Legislation, SMSFA, Tax

Senate Div 296 report pushed back

Division 296 tax Senate Economics Legislation Committee SMSF Association

A Senate committee report examining the proposed Division 296 tax will now come out in May after being pushed back by three weeks.

A Senate committee report into the operation of the legislation that will introduce the Division 296 tax has been pushed back by three weeks, with the SMSF Association welcoming the additional time that will be taken to examine the relevant bills.

Following a referral from the Senate on 7 December 2023, the Senate Economics Legislation Committee was due to conduct an inquiry into the two bills that will give effect to the Division 296 tax, which will apply to the earnings of fund members with a total super balance in excess of $3 million, and produce a final report by 19 April.

However, the Senate granted an extension of the review of the Treasury Laws Amendment (Better Targeted Superannuation Concessions and Other Measures) Bill 2023 and the Superannuation (Better Targeted superannuation Concessions) Imposition Bill 2023 and a final report is now due on 10 May.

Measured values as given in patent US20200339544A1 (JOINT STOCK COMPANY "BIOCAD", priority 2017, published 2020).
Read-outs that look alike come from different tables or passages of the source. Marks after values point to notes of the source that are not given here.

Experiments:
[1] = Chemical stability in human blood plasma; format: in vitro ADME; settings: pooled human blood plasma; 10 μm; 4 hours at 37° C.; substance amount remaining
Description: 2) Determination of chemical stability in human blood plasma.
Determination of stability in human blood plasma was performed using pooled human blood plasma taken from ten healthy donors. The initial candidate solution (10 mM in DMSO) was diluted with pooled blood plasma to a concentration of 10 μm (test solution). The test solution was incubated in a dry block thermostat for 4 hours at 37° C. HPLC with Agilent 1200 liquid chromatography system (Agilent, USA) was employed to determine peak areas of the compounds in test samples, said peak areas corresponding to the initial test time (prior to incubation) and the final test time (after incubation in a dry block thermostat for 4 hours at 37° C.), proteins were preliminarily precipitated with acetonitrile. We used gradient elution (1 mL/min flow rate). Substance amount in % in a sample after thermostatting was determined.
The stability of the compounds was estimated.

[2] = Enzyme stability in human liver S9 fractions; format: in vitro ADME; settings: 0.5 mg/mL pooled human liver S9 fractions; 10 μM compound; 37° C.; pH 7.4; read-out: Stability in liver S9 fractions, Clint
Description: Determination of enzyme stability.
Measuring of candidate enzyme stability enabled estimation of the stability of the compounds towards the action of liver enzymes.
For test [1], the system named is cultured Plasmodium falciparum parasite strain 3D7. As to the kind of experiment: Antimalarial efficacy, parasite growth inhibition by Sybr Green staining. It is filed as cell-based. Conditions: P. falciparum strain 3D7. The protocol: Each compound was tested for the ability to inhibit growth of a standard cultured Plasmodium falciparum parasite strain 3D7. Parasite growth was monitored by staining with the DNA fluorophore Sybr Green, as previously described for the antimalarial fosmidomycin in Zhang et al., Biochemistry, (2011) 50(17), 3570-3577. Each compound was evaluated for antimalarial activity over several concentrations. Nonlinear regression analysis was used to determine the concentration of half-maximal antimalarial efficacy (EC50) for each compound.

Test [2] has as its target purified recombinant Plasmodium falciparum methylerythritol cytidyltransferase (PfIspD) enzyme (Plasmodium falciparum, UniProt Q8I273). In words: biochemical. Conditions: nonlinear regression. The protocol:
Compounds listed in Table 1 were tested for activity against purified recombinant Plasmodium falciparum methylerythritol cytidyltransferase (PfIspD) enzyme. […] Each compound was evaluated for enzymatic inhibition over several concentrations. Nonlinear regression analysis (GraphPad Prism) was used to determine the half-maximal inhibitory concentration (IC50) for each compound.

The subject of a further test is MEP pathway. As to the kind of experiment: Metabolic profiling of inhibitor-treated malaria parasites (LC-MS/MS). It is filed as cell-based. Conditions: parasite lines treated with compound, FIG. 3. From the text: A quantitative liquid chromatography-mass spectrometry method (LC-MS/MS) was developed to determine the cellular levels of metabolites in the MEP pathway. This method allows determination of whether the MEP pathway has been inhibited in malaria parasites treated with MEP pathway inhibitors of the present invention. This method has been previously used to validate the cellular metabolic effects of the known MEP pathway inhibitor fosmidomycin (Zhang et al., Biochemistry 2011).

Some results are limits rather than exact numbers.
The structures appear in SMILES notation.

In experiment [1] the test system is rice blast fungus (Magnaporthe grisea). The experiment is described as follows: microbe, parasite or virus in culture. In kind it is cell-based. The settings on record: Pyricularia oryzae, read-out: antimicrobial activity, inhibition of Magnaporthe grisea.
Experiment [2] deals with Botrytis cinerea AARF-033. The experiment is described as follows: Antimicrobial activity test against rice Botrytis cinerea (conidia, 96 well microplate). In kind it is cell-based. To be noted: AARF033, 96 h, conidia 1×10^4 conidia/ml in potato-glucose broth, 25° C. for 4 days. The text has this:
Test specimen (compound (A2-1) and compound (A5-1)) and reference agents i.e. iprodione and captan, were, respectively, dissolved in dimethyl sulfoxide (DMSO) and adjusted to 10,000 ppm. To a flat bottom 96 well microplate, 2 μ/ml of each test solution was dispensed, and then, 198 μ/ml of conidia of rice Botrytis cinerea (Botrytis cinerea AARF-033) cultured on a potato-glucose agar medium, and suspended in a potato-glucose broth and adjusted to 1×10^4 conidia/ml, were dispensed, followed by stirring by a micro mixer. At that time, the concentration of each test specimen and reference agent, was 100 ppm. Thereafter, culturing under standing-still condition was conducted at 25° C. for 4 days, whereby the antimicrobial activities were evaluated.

In a note to members, the SMSF Association stated it had put forward its submission to the Senate inquiry and expects hearings will be conducted as part of the review process, but it was still awaiting details of those.

“We welcome the additional time that has been made available to the committee to consider these bills,” the association stated.

“As our submission highlighted, these measures are complex, contain a number of unintended consequences and distorted outcomes.

“If passed in its current form, the bill would fundamentally change the Australian taxation system and provide a precedent for the taxation of unrealised gains.”

At the industry body’s national conference in Brisbane last week, SMSF Association chief executive Peter Burgess revealed independent members of parliament were planning to introduce amendments that would index the $3 million threshold at which the tax applied by increments of $100,000.

Also at the event, shadow treasurer Angus Taylor was highly critical of the tax, labelling it “a shocker” and a strategic attack on the SMSF sector, and saying it would introduce double taxation on retirement savings.

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